The financial services market is highly regulated and backed by a sophisticated legal framework. This has led many financial-services companies to outsource certain functions. At the same time, organisations in other sectors are outsourcing a large amount of their finance and accounting work. The challenge is to ensure that greater outsourcing does not lead to a loss of control.
The outsourcing of financial business functions is an established trend. A recent survey1 by business-process firm WNS found that 93% of organisations surveyed - 126 large enterprises in Australia, South Africa, the United Kingdom and the United States - were outsourcing 25-50% of their finance and accounting activities.
Outsourcing need not be a business risk. Indeed, it has numerous efficiency benefits. In the WNS survey1, 62% of respondents said that they preferred finance and accounting co-sourcing, or hybrid shared services.
However, regardless of which financial functions are being outsourced – be they asset administration, IT or accounting - having a sound internal control environment for the company and the service organisation is key. This indicates to stakeholders and potential investors that you are operating with adequate safeguards and controls to protect their investment.
Internal controls over financial reporting should include controls over accepting clients; authorising and processing transactions; maintaining financial and other records; cash management and segregation of assets; monitoring compliance; reporting to clients; and information technology.
Assessing the adequacy of these controls is the crux of the matter in an environment where outsourcing is endemic. Hence the need for international standards.
One of the ways through which sound internal controls are demonstrated is through ISAE 3402 (International Standard on Assurance Engagements 3402) reports, and the US equivalent, SSAE 16 (Statement on Standards for Attestation Engagements) reports. These reports detail an organisation’s controls over financial reporting and the IT environment.
A service organisation’s report would detail the control environment, applicable controls, and control objectives. The external auditor would then also provide an opinion on the service organisation’s descriptions of the controls environment, applicable controls and control objectives.
There are two types of ISAE 3402 reports – Type 1 and Type 2. Type 1 reports provide reasonable assurance on the fairness and presentation of the organisation's description of controls at a specific point in time and highlight any gaps in the internal control environment.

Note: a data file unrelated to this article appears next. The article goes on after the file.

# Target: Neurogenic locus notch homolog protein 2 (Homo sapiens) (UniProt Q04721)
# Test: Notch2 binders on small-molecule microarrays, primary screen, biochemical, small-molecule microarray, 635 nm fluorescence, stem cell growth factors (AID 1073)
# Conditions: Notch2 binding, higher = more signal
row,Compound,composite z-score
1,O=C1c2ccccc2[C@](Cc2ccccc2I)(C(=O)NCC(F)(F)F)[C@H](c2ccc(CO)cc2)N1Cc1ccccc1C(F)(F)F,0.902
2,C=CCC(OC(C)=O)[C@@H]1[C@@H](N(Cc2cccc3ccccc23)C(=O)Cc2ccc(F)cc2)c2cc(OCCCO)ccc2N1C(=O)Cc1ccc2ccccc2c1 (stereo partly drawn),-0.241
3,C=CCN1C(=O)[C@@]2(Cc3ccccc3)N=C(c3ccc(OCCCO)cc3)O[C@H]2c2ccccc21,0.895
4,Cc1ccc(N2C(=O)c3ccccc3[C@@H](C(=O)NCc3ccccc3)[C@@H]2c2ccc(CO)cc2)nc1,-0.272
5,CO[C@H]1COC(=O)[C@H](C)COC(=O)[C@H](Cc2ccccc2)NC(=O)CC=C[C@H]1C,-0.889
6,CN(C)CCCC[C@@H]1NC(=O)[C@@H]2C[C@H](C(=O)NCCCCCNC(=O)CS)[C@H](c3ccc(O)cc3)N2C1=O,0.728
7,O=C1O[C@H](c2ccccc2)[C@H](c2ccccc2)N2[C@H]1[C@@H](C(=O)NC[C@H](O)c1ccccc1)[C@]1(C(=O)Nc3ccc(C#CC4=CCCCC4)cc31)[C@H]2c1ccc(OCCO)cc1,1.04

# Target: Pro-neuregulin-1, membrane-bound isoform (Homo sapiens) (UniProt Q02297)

The Type 2 report provides reasonable assurance on the fairness of the presentation of the description and on the suitability of the design and implementation and operating effectiveness of the controls during a specified period, to achieve the respective control objectives stated in the description.
An ISAE 3402 report has many benefits. It gives the client a detailed understanding of the service organisation’s controls and control environment. It also provides assurance to the client and external auditors about the effectiveness of the service organisation’s controls design, implementation and operation.
The ISAE 3402 report also provides the kind of assurance that encourages potential investors to invest in a company, given that its controls are regularly evaluated. It has further benefits too, including that it can identify opportunities for improvement in the control environment and give a service organisation a competitive advantage by demonstrating that it has effectively designed control objectives and control activities.
In this way, internal control framework standards provide assurance about the adequacy of an organisation’s internal controls from a financial perspective. This may in turn help give assurance to the organisation's customers and service users, in line with their own assurance needs – thus giving a measure of assurance around an entire supply chain.
Assurance is in many ways the glue that holds the outsourcing pyramid together. Where a complex network of skills and services is in play, it takes a respected, mutually agreed-upon standard to ensure that quality is consistent and universally applied.
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